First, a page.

By now, everyone knows that Thailand is reopening in November. I can’t believe that I (and eventually Lisa) get to go back to the physical place that makes me feel most at home. There’s so many things I want to do when I get there – give the staff big hugs, play my handpan, and eat everything. Most of all though, I’m looking forward to being the person I used to be. But is it truly possible to just rewind to an earlier version of myself? I’ve changed the past year and half, as we all have. Undoubtedly I’ve experienced some trauma related to being separated from something I hold dear. However fleeting, part of who I was was wrapped up in my role at Suan Sati. Having this core component of my identity stripped away has made me question who I am, and what I’m doing.
Asking those questions are a good thing, as uncomfortable as they are. Who hasn’t looked themselves in the mirror during a poignant moment and asked themselves who they really are? Like, really! As a student of Buddhism, I’ve heard innumerable times that we are not who or what we think we are. We are not our job titles, our pasts, our relationships, our thoughts, and on and on. In this belief, Buddhism and Yoga are the same – we must sift through who we aren’t in order to figure out who we are.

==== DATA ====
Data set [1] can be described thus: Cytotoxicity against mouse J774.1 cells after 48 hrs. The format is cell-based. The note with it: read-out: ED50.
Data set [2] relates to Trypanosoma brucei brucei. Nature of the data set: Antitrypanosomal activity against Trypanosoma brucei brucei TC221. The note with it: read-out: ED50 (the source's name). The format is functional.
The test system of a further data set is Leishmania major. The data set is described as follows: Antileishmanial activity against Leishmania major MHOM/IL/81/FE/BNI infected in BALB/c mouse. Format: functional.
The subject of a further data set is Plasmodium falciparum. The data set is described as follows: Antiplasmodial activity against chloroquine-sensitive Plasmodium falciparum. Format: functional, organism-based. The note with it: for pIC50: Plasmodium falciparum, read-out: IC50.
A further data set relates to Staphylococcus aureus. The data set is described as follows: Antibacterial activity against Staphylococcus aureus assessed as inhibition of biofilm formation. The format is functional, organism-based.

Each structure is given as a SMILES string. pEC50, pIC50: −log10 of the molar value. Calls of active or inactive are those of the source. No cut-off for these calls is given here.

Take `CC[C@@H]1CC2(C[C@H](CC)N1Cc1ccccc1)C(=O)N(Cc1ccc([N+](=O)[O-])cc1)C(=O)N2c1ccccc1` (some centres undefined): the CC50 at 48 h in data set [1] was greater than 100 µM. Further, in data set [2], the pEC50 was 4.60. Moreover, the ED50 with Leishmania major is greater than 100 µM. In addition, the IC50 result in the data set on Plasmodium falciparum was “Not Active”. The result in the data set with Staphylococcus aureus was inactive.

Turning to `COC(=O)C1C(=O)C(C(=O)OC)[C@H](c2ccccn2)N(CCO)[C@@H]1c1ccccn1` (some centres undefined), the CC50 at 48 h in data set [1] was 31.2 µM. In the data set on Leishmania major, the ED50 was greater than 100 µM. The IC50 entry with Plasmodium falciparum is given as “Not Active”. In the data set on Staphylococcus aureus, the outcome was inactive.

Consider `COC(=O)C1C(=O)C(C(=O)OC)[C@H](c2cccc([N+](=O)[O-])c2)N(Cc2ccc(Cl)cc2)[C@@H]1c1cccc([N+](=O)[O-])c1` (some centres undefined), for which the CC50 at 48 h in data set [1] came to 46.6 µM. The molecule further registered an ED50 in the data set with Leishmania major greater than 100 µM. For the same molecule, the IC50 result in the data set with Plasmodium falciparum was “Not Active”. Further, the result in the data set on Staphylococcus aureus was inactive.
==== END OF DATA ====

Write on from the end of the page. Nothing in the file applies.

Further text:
I thought I was inseparable from Suan Sati, but here we are, all separated. And yet I’m still alive. I’m a little rustled, but I’ve fared alright the past year and a half. Sometimes it takes losing something precious to realize that although that thing seems to be an inextricable part of you, you’re still you without it. Different, but still you.
Now, as I prepare to go back to Thailand, I’m reflecting on the wake-up call that this thing, like all things, is really, really not mine. That feels unsettling and at the same time immensely liberating. If it falls apart or if it becomes wildly successful, I know I’ll be okay either way. Don’t get me wrong, I’m still fully invested in making Suan Sati work. I’m just able to take a step back and see the bigger picture a bit better now. And that bigger picture is that I’ve still got some work to do untangling my identity, and therefore my mental peace, from everything around it.
I’ll leave you with an ancient and well known chant from the Upanishads.
”Om Purnamadah Purnamidam Purnat Purnamudachyate
Purnasya Purnamadaya Purnamevavashisyate
Om, shanti, shanti, shanti.”
”You are the fullness. There is fullness, here is fullness. From the fullness, the fullness is born. Remove the fullness from the fullness and the fullness alone remains.”